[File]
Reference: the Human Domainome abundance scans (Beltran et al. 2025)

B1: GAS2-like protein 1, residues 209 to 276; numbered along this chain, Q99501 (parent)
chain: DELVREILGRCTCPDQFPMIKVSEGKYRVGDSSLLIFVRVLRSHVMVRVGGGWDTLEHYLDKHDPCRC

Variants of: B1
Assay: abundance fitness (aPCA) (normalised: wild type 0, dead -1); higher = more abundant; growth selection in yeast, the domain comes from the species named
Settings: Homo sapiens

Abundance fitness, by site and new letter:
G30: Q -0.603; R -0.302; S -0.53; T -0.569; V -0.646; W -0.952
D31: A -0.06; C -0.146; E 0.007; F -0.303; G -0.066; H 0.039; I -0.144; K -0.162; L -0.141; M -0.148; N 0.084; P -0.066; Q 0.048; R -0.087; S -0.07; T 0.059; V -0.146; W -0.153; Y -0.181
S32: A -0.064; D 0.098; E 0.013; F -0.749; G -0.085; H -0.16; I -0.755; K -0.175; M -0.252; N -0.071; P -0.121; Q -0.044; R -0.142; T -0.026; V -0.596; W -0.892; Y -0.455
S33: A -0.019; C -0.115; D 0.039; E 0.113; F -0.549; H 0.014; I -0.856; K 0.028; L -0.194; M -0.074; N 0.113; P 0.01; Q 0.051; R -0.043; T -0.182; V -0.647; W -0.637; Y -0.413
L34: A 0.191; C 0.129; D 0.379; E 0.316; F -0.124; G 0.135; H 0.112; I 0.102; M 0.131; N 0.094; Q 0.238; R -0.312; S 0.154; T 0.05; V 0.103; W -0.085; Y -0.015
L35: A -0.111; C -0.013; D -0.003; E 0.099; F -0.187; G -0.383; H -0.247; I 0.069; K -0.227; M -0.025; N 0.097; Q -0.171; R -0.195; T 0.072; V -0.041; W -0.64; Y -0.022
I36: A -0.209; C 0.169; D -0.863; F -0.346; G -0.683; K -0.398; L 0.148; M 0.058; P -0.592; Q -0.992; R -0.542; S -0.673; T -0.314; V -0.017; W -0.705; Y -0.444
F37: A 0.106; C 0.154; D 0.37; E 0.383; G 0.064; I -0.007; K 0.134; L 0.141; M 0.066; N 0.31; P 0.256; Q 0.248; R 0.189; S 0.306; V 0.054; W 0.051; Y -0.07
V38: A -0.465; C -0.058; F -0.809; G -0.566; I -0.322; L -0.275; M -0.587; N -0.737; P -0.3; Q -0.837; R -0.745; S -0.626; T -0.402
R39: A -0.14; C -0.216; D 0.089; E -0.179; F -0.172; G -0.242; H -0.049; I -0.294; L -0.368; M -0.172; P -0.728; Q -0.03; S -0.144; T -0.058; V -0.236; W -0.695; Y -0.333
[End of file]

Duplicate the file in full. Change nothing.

Reference: the Human Domainome abundance scans (Beltran et al. 2025)

B1: GAS2-like protein 1, residues 209 to 276; numbered along this chain, Q99501 (parent)
chain: DELVREILGRCTCPDQFPMIKVSEGKYRVGDSSLLIFVRVLRSHVMVRVGGGWDTLEHYLDKHDPCRC

Variants of: B1
Assay: abundance fitness (aPCA) (normalised: wild type 0, dead -1); higher = more abundant; growth selection in yeast, the domain comes from the species named
Settings: Homo sapiens

Abundance fitness, by site and new letter:
G30: Q -0.603; R -0.302; S -0.53; T -0.569; V -0.646; W -0.952
D31: A -0.06; C -0.146; E 0.007; F -0.303; G -0.066; H 0.039; I -0.144; K -0.162; L -0.141; M -0.148; N 0.084; P -0.066; Q 0.048; R -0.087; S -0.07; T 0.059; V -0.146; W -0.153; Y -0.181
S32: A -0.064; D 0.098; E 0.013; F -0.749; G -0.085; H -0.16; I -0.755; K -0.175; M -0.252; N -0.071; P -0.121; Q -0.044; R -0.142; T -0.026; V -0.596; W -0.892; Y -0.455
S33: A -0.019; C -0.115; D 0.039; E 0.113; F -0.549; H 0.014; I -0.856; K 0.028; L -0.194; M -0.074; N 0.113; P 0.01; Q 0.051; R -0.043; T -0.182; V -0.647; W -0.637; Y -0.413
L34: A 0.191; C 0.129; D 0.379; E 0.316; F -0.124; G 0.135; H 0.112; I 0.102; M 0.131; N 0.094; Q 0.238; R -0.312; S 0.154; T 0.05; V 0.103; W -0.085; Y -0.015
L35: A -0.111; C -0.013; D -0.003; E 0.099; F -0.187; G -0.383; H -0.247; I 0.069; K -0.227; M -0.025; N 0.097; Q -0.171; R -0.195; T 0.072; V -0.041; W -0.64; Y -0.022
I36: A -0.209; C 0.169; D -0.863; F -0.346; G -0.683; K -0.398; L 0.148; M 0.058; P -0.592; Q -0.992; R -0.542; S -0.673; T -0.314; V -0.017; W -0.705; Y -0.444
F37: A 0.106; C 0.154; D 0.37; E 0.383; G 0.064; I -0.007; K 0.134; L 0.141; M 0.066; N 0.31; P 0.256; Q 0.248; R 0.189; S 0.306; V 0.054; W 0.051; Y -0.07
V38: A -0.465; C -0.058; F -0.809; G -0.566; I -0.322; L -0.275; M -0.587; N -0.737; P -0.3; Q -0.837; R -0.745; S -0.626; T -0.402
R39: A -0.14; C -0.216; D 0.089; E -0.179; F -0.172; G -0.242; H -0.049; I -0.294; L -0.368; M -0.172; P -0.728; Q -0.03; S -0.144; T -0.058; V -0.236; W -0.695; Y -0.333